The Maritime Tradition

Fanø- a Maritime Superpower

The small sandy island in the outer sea was once a "superpower" in shipping. Even if the population back then was not greater than it is today.

There have been sailors on Fanø for many centuries. They went to other places to seek employment, but from the 1760' s the people of Fanø started their own shipping companies and started building ships on Fanø. It was a difficult task, they had to import all wood from the mainland.

The shipyards - in both Nordby and Sønderho - were situated directly on the beach.

The 1850's were the golden days of shipbuilding on Fanø. There was nine shipyards and all together they were employing 100 workers. Plus a number of sub-contractors.

From 1768 to 1896, a total of 1100 ships were build on Fanø. In the beginning a lot of small ships but gradually they became bigger. From the mid 1860's the local shipyards were no longer able to meet the demand. At the same time, the harbour in Sønderho began having problems with silting.

In the 1880's the shipping companies went from wooden ships to iron and steel ships and the last Fanø ship was build in 1896. The size of the ships also made it impossible to use Fanø as harbour. Sailing ships were also being replaced by steam ships and by 1919 all shipping companies had moved to other harbours.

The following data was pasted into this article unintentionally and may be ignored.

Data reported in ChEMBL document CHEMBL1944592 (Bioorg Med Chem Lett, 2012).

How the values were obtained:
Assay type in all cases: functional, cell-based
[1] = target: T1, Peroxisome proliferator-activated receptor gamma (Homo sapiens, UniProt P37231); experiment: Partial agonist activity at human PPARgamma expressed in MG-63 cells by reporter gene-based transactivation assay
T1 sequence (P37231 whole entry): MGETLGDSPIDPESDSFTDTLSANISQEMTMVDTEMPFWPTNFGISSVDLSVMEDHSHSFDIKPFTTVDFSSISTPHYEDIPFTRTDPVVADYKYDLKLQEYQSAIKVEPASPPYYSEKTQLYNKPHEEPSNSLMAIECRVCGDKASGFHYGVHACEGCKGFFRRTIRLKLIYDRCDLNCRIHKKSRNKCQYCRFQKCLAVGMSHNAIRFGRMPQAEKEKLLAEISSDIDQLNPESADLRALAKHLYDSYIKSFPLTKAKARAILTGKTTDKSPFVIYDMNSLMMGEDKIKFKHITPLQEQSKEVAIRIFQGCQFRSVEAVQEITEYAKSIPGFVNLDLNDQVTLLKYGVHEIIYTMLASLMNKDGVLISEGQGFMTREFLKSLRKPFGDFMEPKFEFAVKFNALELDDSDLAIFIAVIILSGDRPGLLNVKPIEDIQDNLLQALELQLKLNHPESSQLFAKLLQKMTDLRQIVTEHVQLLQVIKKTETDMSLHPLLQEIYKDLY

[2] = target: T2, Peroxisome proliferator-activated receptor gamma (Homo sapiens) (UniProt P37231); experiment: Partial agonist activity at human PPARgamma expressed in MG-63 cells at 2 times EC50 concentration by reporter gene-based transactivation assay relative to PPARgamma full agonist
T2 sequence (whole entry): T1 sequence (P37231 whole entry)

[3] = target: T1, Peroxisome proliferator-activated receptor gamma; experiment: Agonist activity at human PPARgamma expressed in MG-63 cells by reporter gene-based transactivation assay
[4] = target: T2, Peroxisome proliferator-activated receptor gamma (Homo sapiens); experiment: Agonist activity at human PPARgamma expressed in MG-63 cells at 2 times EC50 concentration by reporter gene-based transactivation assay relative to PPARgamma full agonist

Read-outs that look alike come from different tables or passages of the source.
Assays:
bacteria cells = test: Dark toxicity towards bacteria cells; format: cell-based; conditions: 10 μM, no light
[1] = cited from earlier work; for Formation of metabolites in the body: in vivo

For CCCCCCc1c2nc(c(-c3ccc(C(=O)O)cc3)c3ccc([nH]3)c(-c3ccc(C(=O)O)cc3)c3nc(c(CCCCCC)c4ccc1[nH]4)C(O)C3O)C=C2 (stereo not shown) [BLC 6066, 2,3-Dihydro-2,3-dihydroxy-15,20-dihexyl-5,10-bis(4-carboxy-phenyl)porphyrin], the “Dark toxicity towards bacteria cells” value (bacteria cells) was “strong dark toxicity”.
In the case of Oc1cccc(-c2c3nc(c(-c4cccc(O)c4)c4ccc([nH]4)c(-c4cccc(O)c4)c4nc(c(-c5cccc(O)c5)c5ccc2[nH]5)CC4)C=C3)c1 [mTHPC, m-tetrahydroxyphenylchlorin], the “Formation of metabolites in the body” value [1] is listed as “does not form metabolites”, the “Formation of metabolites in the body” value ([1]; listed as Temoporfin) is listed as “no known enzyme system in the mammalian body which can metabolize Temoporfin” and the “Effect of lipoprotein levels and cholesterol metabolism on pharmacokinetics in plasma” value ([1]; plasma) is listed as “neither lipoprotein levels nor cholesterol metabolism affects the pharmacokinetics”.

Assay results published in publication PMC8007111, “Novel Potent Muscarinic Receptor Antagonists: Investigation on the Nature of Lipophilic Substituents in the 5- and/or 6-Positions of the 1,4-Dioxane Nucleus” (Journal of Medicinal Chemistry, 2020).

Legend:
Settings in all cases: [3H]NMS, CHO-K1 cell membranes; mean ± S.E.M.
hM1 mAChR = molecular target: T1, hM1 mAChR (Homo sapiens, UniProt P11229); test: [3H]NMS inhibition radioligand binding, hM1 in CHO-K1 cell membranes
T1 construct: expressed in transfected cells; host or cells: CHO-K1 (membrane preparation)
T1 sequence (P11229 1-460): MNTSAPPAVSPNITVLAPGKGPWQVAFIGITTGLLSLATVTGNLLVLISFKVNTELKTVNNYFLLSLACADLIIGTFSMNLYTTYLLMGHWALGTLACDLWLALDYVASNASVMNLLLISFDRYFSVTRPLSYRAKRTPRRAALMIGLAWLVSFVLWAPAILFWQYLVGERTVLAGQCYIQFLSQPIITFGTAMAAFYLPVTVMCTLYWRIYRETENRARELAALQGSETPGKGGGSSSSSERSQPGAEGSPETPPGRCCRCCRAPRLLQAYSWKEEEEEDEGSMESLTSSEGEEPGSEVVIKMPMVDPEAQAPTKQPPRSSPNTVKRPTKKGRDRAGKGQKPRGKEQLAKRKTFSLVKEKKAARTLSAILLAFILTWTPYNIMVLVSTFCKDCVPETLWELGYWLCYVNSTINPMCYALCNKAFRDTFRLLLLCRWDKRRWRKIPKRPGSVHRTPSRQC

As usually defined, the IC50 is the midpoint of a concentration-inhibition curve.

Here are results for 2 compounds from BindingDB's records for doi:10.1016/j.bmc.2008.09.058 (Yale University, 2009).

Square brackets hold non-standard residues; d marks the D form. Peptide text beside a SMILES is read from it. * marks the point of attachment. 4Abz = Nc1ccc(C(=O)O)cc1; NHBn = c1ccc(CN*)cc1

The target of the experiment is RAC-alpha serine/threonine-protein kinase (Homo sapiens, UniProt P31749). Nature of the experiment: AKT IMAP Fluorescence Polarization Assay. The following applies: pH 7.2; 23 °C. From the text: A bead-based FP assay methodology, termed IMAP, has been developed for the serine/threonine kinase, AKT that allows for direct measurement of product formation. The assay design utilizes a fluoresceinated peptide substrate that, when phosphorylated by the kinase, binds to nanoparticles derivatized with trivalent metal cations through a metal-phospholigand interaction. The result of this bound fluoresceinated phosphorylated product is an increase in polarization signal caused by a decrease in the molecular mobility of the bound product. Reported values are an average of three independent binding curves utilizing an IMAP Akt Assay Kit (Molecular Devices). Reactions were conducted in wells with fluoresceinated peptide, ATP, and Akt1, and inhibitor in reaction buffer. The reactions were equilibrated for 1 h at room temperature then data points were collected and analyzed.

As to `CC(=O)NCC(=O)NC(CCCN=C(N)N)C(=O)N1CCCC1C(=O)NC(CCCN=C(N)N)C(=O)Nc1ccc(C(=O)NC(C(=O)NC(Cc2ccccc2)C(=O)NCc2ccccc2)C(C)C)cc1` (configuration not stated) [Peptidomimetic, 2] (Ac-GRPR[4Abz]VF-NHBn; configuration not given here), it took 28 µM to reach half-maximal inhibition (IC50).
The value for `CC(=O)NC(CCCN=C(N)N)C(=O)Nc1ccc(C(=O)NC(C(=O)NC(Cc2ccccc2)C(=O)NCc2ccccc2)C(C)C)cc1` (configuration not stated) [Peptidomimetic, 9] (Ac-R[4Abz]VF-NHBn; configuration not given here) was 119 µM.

The maritime era brought wealth and inspiration from other parts of the world to Fanø. The beautiful mansions build by the captains can still be seen.

A lot of the traditions, the dances, the music, the costumes and the traditional food is related to the maritime era, but are still an important part of everyday life in Fanø.

In Nordby is the Fanø Shipping and Dress Collection, which, as the name suggests, tells about Fanø's heyday within shipping. In addition, the museum has a large collection of traditional Fanø costumes. Fanø Museum is a typical local history museum that tells about daily life in the 18th and 19th centuries.

In Sønderho is the Fanø Art Museum and Hannes Hus, which is decorated like a typical home from the early 1900s.

Faience dogs on Fanø

In many, many windows here on Fanø we can see the two faience dogs with their black muzzles and somewhat sad expressions. In the period 1860-1900, dogs were the souvenir that all Danish sailors were expected to take home to wives or girlfriends from English ports.

The two dogs - who are always in pairs - sit on their hindquarters, facing each other and, according to tradition, symbolize fidelity and security. When the two dogs look out the window, the man is at sea. And when they look into the living room, he is home.

At the harbor in Nordby stands a sculpture with dogs - made by Poul Isbak.